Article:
‘Disciples’ by Austin Wright: Book Review
Disciples by Austin Wright is a book about the reason why people need someone to lead them in spiritual life. It’s about dependence on a mentor or a spiritual guru who can think for a ‘disciple’ and lead them to a more fulfilling life. It is a book which ultimately comes to the bare fact that disciples and gurus are not only seen in spirituality but also in other spheres of life like science, which is mostly a great opponent of religion and in the belief in the ‘God factor’. Religion, spirituality, science versus religion, a belief in a universal God, discipleship, the mentoring of a disciple, leading lives apart from society, religion versus philosophy, spirituality, religious frauds and tricksters, are some of the main topics dealt with here in this wonderful fiction book titled Disciples. I enjoyed the book but didn’t fall totally in love with it. Still, it was a good book with a very unique set of characters that have been dealt with in a way that I have personally never seen or read before. Austin Wright was an American writer who passed away in the year 2003. He is the famous writer of the contemporary classic Tony and Susan.
I bought this book at one of my favorite bookstores in Mumbai. The bookstore was ‘Wayword & Wise’ and I bought the book Disciples there at the end of 2019. I picked the book to read a few days ago and I was taken aback by the excellent content of the book. I realized that Wright had used a sort of invisible ‘web’ connecting the ‘disciples’ and their many ‘Gods’ or ‘mentors’. The story starts off plain and simple: Harry Field, a seventy-year-old professor of the history of science is babysitting his granddaughter when her estranged father Oliver arrives suddenly and tricks the grandfather. Oliver kidnaps his one-year-old baby daughter and takes her to Miller Farm where a spiritual leader resides who calls himself ‘God’. There is also a portion in the book where this religious leader echoes the words of the Bible saying that he indeed is the Lord and God incarnate et al. This man is Miller, a failed Protestant Priest who has evolved a sort of religion of his own and has herded around forty disciples. These disciples stay first on Stump Island but later transfer themselves to Miller Farm where they live apart from society. One can even say that they had rejected society. It is to this place with its bizarre band of people that Hazel, the baby, is taken to.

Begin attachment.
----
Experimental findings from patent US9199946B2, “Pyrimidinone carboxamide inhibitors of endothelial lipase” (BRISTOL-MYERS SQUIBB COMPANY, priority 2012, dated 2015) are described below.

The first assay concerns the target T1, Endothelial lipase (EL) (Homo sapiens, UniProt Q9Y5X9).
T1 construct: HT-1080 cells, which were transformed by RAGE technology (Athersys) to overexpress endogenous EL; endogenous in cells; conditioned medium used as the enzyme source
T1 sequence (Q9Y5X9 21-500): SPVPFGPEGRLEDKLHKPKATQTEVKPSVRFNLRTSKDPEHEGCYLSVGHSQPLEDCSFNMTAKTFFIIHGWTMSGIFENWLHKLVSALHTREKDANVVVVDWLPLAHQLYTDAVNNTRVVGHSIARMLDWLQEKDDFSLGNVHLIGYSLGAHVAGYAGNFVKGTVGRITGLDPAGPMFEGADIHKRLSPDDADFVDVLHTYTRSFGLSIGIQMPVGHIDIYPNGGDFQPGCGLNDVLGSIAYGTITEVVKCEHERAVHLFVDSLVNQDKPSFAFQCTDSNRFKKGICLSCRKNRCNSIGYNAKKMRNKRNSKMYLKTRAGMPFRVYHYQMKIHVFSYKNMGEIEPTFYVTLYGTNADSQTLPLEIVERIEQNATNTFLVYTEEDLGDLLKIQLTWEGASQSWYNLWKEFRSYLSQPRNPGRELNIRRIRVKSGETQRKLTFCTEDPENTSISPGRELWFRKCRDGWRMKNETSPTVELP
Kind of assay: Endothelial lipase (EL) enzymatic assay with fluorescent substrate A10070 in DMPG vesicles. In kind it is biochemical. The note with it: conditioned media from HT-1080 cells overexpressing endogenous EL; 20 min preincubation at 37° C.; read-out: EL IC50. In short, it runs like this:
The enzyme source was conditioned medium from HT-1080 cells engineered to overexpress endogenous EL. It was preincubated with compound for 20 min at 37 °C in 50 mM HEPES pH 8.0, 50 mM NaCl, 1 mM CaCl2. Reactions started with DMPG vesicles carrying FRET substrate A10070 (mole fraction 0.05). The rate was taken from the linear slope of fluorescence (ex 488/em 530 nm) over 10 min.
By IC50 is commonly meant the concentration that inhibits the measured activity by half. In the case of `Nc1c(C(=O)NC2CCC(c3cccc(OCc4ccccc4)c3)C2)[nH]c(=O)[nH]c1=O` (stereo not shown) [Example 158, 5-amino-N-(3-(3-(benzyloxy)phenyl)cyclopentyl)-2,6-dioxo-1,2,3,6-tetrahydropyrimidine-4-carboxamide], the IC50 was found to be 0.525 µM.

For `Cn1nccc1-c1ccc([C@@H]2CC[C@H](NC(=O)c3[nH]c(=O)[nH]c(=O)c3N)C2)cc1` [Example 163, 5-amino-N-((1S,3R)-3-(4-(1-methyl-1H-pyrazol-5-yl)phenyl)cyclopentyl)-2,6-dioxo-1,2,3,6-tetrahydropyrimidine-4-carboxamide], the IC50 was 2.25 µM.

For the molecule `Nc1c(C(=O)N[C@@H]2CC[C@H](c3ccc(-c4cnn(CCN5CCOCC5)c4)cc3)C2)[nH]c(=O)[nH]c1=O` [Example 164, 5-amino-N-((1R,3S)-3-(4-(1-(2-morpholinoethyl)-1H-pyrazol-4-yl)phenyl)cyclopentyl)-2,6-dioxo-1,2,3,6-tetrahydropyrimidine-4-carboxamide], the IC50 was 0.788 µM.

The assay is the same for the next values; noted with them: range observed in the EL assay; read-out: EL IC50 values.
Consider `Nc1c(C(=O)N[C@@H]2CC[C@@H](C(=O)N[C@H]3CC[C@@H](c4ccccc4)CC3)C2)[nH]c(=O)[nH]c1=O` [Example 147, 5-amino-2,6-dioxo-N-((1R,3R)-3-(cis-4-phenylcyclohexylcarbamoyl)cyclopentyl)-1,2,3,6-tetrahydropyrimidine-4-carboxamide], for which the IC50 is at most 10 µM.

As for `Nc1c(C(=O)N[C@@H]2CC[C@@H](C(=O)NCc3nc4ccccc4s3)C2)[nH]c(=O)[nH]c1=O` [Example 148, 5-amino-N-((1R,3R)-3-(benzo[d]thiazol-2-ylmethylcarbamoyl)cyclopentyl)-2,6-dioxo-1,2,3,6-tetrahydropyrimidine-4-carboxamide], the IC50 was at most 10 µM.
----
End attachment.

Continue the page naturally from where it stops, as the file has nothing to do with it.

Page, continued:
You may be fooled by the synopsis of this book and think this is a thriller and you would be wrong. This book is literary fiction from beginning to end. I won’t say it’s the best literary fiction I’ve read so far, but it meets my credentials of being a good enough read. Trouble is that I’ve read so many books in my lifetime of thirty-one years that the expectations just keep on getting higher and higher. Invariably, this is another subtopic of the book, our yearning for ‘more’ when actually time is invariable and according to the charlatan Miller, there is no ‘beginning’ and no ‘end’ because everything is existing together.